a light source adapted to project light into the optical cavity from at least one end thereof;
a diffusion layer overlaying the exterior surface the interior layer of transparent material in the second major wall of said optical cavity structure; and
a brightness enhancing film overlaying said diffusion layer, said brightness enhancing film having a first surface adjacent said diffusion layer and a second opposing surface configured with an array of regularly spaced triangular prisms parallel with the triangular prisms formed in the interior layer of the second major wall of said optical cavity structure, the prisms on said brightness enhancing film having faces whose included angles and angular orientations relative to the first surface of said brightness enhancing film provide directed illumination predominantly between the predetermined angles bounding the viewing space.
9. The high aspect ratio illumination source of claim 8 wherein said light source is adapted to produce a light beam whose center line intersects the interior surface of the first major wall of said optical cavity structure at a point substantially 40 percent of the length of the optical cavity from said at least one end thereof.
10. The high aspect ratio illumination source of claim 9 wherein the light source comprises first and second opposing rows of light emitting diodes said opposite ends of the optical cavity, each light emitting diode producing a light beam having a half peak intensity aperture of substantially 15 °.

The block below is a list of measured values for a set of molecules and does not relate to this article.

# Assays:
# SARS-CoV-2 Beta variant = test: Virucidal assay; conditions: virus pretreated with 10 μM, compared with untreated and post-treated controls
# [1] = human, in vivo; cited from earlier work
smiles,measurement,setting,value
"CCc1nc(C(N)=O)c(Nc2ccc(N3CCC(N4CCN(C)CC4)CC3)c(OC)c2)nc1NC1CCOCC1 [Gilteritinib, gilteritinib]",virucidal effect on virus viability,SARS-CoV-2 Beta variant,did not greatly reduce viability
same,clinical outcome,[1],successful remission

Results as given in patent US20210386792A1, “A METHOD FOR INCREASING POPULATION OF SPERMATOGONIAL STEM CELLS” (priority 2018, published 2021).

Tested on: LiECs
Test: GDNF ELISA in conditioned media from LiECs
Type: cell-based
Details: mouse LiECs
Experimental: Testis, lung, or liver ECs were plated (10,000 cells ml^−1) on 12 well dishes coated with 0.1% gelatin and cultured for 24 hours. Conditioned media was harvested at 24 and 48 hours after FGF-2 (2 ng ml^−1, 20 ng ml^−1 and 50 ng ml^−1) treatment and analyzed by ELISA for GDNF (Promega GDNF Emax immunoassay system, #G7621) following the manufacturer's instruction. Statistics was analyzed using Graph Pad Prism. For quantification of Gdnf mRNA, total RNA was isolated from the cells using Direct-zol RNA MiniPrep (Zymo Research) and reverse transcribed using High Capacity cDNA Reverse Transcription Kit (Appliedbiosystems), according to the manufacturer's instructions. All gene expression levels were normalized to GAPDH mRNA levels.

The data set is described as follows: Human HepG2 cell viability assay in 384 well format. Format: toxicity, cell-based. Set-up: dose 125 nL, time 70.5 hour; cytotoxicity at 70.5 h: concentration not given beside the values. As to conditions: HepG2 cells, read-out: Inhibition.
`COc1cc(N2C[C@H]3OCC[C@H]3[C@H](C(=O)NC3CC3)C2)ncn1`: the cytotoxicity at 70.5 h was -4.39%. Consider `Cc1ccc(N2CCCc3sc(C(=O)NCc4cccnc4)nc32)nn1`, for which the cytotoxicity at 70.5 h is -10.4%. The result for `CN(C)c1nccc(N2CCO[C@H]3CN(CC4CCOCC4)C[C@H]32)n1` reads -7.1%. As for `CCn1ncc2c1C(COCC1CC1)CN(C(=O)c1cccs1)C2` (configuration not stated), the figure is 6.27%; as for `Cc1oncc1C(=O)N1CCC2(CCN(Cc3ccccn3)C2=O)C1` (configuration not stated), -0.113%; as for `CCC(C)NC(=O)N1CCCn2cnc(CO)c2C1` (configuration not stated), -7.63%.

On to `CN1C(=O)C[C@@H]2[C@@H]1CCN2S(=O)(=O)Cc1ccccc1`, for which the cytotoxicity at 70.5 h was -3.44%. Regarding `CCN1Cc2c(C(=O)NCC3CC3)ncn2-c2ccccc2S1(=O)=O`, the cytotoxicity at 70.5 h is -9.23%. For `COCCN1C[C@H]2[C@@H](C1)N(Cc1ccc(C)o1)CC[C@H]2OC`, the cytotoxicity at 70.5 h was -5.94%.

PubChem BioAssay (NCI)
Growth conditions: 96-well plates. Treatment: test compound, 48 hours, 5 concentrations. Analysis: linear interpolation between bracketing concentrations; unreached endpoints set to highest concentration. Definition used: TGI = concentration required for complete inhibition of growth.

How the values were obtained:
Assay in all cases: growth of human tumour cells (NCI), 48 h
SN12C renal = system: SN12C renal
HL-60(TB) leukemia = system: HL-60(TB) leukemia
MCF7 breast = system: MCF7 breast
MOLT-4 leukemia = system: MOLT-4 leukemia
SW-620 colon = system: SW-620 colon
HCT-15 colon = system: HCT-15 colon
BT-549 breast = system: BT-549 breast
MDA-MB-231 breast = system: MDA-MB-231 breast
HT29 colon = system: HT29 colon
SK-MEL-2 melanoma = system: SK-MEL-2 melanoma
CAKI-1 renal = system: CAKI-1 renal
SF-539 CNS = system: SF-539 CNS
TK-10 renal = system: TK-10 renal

Description
BACKGROUND OF INVENTION

The invention disclosed herein relates generally to backlighting for display panels which are at least partially translucent, and to corresponding illuminated display devices of the type incorporating backlighting from a high aspect ratio illumination source. More particularly the invention relates to such a display device and illumination source employing light emitting diodes in conjunction with an optical cavity and enhancement films to provide improved viewability from a relatively wide range of viewing angles.

There are various situations in which it is desired or necessary that information be displayed so as to be readable under a wide range of ambient light conditions and throughout a relatively wide range of viewing angles. In many of these situations it is also highly desirable, if not required, that the display apparatus be capable of automatic updating of the displayed information and/or permitting selection of the information to be displayed. Another characteristic which is desired and often important is that the apparatus be robust and require minimum maintenance.